Please let us know if you have any questions. MVMA will update our members as we learn more.


  • 09/03/2018 7:23 AM | Kara Henrys (Administrator)

    Register Now for MVMA's September Small Animal Series Seminar with Dr. Melinda Merck

    Wednesday, September 12, 2018, 10:00 am - 5:30 pm

    View the Full SAS Brochure and Print a Registration Form

    Veterinary Forensics with Melinda Merck, DVM
    Wednesday, September 12, 2018
    Register Online Now

    MVMA received repeated requests for a veterinary forensics speaker so we found you the best! She is the veterinarian that assisted in the Michael Vick case!

    Dr. Melinda Merck is considered one of America’s top forensic veterinarians. She is the author of 'Veterinary Forensics: Animal Cruelty Investigation', co-author of 'Veterinary Forensic Investigation of Animal Cruelty: A Guide for Veterinarians and Law Enforcement' and a contributing author on forensics in other textbooks. Dr. Merck frequently testifies as a veterinary forensic expert for animal cruelty cases around the country, including cases involving animal fighting, neglect and trauma. She is the founding chair of the Board of Directors for the International Veterinary Forensic Sciences Association, developed the first Veterinary Forensics course for the University of Georgia and Florida veterinary schools, and is the creator of VetFolio’s Veterinary Forensic Science & Medicine and Animal CSI course series. In addition, she applies her expertise to animal disaster responses by providing training in Disaster Sheltering and Basic Animal Emergency Response for American Humane Association.

    Topics Will Include:

    • Follow the Clues: Suspicious Indicators and Common Findings of Abuse (Part 1 & 2)
    • Recognition and Reporting Suspected: Hospital Procedures
    • The Body of Evidence: What Decomposing Bodies Can Tell You
    • Applying Veterinary Forensics: Case Studies
    • The Missed Zebra Diagnosis: Sexual Abuse of Animals

    If you would like to register online, you must register for each seminar individually. This not only increases the accuracy of CE tracking, it also ensures you receive the correct confirmation information. Please contact us registrations@michvma.org with questions. 


    Generously Sponsored by

  • 08/20/2018 7:06 AM | Kara Henrys (Administrator)

    Veterinarians in Michigan are no longer required to submit their Annual Controlled Substance Inventory and instead are required to retain it for at least 2 years.

    Per MCL 333.7321 (2) “Beginning May 1, 1989, and annually thereafter, each person licensed under this article to manufacture, distribute, prescribe, or dispense controlled substances shall inventory all schedule 2 to 5 controlled substances possessed by the person at the time of the inventory. A person described in this subsection may conduct the annual inventory required under this subsection not more than 30 days before May 1, but shall conduct the inventory not later than 60 days after May 1. A person described in this subsection shall retain the inventory required under this subsection for not less than 2 years after the date of the inventory's creation and shall make the inventory available for inspection by the department at the request of the department.”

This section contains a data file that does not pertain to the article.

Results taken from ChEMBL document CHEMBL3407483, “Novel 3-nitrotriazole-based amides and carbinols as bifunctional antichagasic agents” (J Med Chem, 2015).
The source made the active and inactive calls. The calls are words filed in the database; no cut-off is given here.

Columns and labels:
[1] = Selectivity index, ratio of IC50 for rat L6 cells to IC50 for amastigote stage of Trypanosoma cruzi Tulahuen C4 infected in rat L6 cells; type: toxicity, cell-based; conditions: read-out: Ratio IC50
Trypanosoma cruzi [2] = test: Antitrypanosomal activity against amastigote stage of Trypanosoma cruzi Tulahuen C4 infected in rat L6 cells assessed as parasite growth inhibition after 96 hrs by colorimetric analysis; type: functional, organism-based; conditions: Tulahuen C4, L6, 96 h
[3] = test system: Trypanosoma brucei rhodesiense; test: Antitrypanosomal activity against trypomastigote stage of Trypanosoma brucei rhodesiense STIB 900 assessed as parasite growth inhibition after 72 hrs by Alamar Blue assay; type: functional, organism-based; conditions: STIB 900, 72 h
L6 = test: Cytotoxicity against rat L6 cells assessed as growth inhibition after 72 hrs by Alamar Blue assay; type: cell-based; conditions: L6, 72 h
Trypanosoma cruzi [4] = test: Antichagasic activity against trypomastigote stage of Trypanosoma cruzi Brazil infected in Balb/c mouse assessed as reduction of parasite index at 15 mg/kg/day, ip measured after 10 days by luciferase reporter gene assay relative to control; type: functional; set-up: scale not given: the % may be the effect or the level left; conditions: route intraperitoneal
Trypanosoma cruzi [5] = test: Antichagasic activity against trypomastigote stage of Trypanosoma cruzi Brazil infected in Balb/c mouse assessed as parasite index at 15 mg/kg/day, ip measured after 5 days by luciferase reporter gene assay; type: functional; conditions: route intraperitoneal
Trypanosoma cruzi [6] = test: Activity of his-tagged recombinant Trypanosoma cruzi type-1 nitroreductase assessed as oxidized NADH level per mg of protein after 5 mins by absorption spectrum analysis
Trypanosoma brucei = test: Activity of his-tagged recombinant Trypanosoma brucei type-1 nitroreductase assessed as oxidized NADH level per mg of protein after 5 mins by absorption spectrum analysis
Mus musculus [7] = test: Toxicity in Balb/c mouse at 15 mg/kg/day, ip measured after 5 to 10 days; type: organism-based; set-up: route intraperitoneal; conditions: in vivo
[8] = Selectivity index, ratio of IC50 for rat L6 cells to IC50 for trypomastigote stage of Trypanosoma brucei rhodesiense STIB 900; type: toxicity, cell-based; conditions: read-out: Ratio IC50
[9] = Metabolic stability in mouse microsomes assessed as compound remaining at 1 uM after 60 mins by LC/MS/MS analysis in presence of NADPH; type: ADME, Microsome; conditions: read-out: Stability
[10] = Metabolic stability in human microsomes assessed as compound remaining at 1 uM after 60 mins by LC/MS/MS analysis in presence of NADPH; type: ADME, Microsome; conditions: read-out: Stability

Please contact us at mvmam@michvma.org or 517/347-4710 with questions.

  • 08/06/2018 7:34 AM | Kara Henrys (Administrator)

    Register Now for the 2018-2019 Small Animal Series Seminars

    Veterinary Forensics with Melinda Merck, DVM
    Wednesday, September 12, 2018
    Register Online Now

    Topics Will Include:

    • Follow the Clues: Suspicious Indicators and Common Findings of Abuse (Part 1 & 2)
    • Recognition and Reporting Suspected: Hospital Procedures
    • The Body of Evidence: What Decomposing Bodies Can Tell You
    • Applying Veterinary Forensics: Case Studies
    • The Missed Zebra Diagnosis: Sexual Abuse of Animals


    Rehab & Pain Management with Tara Edwards, DVM, DACVSMR, CCRT, CVPP, CVMA
    Wednesday, October 10, 2018
    Register Online Now

    Topics Will Include:

    • Mobility Evaluations
    • Therapeutic Exercises
    • Modalities & Assistive Devices
    • Obesity & Arthritis
    • Neurological Rehab
    • Orthopedic Rehab
    • Injury Prevention


    Practice Management with Wendy Hauser, DVM
    Practice Managers are welcome and encouraged to attend!
    Wednesday, November 7, 2018
    Register Online Now

    Topics Will Include: 

    • What is a Leader?
    • Culture: Every Practice has One … But is it the One You Want?
    • How “Healthy” is Your Hospital?
    • Critical Conversations and Accountability: Taking Healthy Hospitals to the Next Level


    Orthopedics and Surgery for the General Practitioner with Gary Thompson, DVM, DABVP
    Wednesday, December 12, 2018
    Register Online Now

    Topics Will Include: 

    • Polyarthritis: What About More Than One Sore Joint
    • What’s New in Cruciate Management
    • Disorders of the Thoracic Limb
    • Developmental Orthopedic Diseases
    • Complications: What To Do When Things Go Bad


    Renal & Urinary with Joe Bartges, DVM, PhD, DACVIM, DACVN
    Wednesday, March 13, 2019
    Register Online Now

    Topics Will Include:

    • Urine Trouble: Chronic Kidney Disease (Part 1 & 2)
    • Urine a Losing Situation: Proteinuria
    • Urine Discomfort: Urolithiasis
    • Urine a Mess: Micturition Disorders
    • Urine Agony: Feline Lower Urinary Tract Disease


    Nutrition with Craig Datz, DVM, MS, DABVP, DACVN
    Wednesday, April 10, 2019
    Register Online Now

    Topics Will Include:

    • How to Read a Pet Food Label
    • Unconventional Diets: Are Grain-Free, Raw, Organic, Human-Grade, Holistic Pet Foods Really Better?
    • The Expanding Role of Nutrition in the Diagnosis and Management of Gastrointestinal Disorders
    • Strategies for Healthy and Successful Weight Loss
    • Hydrolyzed Diets: Theory, Practice and Real-World Experience
    • Top Ten Feline Nutrition Tips


    If you would like to register online, you must register for each seminar individually. This not only increases the accuracy of CE tracking, it also ensures you receive the correct confirmation information. Please contact us registrations@michvma.org with questions.
     

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Michigan Veterinary Medical Association

2144 Commons Parkway
Okemos, MI 48864-3986

517.347.4666

517.347.4710

mvma@michvma.org